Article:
Thursday, February 16, 2017

Joan of Arc: Maid of Orleans -- bag building rondel game

A little bit of history

Orleans is a game by Reiner Stockhausen that debuted at Essen in 2014. Soon after, TMG partnered with DLP (Reiner's company) to bring the game to the US, and we had a very successful Kickstarter project for a Deluxified version of the game. TMG has gone on to make "Deluxification" something of a brand, and we have since done Kickstarter projects for Deluxified versions of Yokohama and Chimera Station, and I'm sure there will be more to come. Orleans was greeted very warmly both in Europe and in the US, and it went on to win some awards and honors including a nomination for the Kennerspiel des Jahres in 2015. In the last year or so, 2 expansions have come out (Orleans: Invasion, and Orleans: Handel & Intrigue) as the game continues to be popular.

Almost a year ago now I was put onto the idea that perhaps a follow up game to Orleans would be welcome. This follow up game could be themed around Joan of Arc, as that's the first thing many people think about when they hear the name Orleans. I was unsure if Reiner was working on such a game, or interested in one from an outside designer, so I contacted him to find out. It turned out that he was interested in a Joan of Arc themed game to follow up Orleans, but he was too busy to make one of his own by Essen 2016, so he was shelving the idea.

I hadn't put any more thought into it beyond that, but come October I met with Reiner while at Essen. That week I had an idea that I thought could fit the bill, and so I asked if a Jan of Arc follow up to Orleans was still of interest to him. He said that it was, and so I fleshed out my ideas further and wrote down a preliminary rule set.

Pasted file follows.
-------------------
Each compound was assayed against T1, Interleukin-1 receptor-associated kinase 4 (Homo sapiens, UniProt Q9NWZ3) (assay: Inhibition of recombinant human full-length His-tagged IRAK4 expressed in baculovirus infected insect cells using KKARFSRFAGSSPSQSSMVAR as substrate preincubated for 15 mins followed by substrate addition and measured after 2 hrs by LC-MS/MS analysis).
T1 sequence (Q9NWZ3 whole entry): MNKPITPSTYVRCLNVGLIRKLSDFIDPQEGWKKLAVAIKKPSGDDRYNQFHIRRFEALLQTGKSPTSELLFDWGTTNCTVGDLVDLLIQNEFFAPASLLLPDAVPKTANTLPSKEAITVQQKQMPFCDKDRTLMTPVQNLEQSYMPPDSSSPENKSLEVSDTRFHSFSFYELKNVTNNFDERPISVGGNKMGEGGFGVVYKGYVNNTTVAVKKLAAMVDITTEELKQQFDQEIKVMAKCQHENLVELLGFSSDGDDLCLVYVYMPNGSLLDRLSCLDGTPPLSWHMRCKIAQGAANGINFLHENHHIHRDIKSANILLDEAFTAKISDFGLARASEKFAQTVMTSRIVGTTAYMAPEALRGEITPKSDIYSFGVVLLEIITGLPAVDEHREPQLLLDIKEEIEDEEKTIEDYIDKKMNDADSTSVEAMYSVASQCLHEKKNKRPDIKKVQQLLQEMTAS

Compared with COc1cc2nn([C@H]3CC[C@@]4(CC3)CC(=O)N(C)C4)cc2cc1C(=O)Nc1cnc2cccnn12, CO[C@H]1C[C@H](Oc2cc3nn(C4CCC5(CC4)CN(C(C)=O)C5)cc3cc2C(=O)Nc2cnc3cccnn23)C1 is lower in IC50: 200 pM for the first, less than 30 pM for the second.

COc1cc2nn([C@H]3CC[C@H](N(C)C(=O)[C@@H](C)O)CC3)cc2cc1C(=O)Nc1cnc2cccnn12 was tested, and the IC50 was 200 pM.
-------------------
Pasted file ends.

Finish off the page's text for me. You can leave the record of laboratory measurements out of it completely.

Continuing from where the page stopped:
What I've been up to

I have been busy in the last few months getting 4 different games ready to go to print, all potentially in time for GenCon (though we'll see which ones actually turn out to be GenCon releases). So while I did begin making a prototype of the Joan of Arc game, I never completed one or played it. Now that I'm about to be unencumbered by Crusaders, Eminent Domain: Oblivion, Pioneer Days, and Harvest, starting next month I will be diving head first into working on this Joan of Arc game whole hog.

Here is some teaser information (and by teaser information, I pretty much mean a full description of the game I have in mind)...

Description of the game

In Joan of Arc - Maid of Orleans you will play as a saint giving visions to Joan of Arc, encouraging her to fight certain battles and accomplish certain tasks in order to achieve your own private goals. The board will show the north of France, covered in blue tiles [er, red... see comments below] representing English-controlled areas (battles for Joan to fight). As Joan wins battles, driving the English out, the tiles are removed to reveal a red [er, blue... see comments below], French controlled board underneath.  Many of these tiles will be minor battles, easier to defeat, but not worth as much, while certain significant battles will be much harder and worth a lot more points.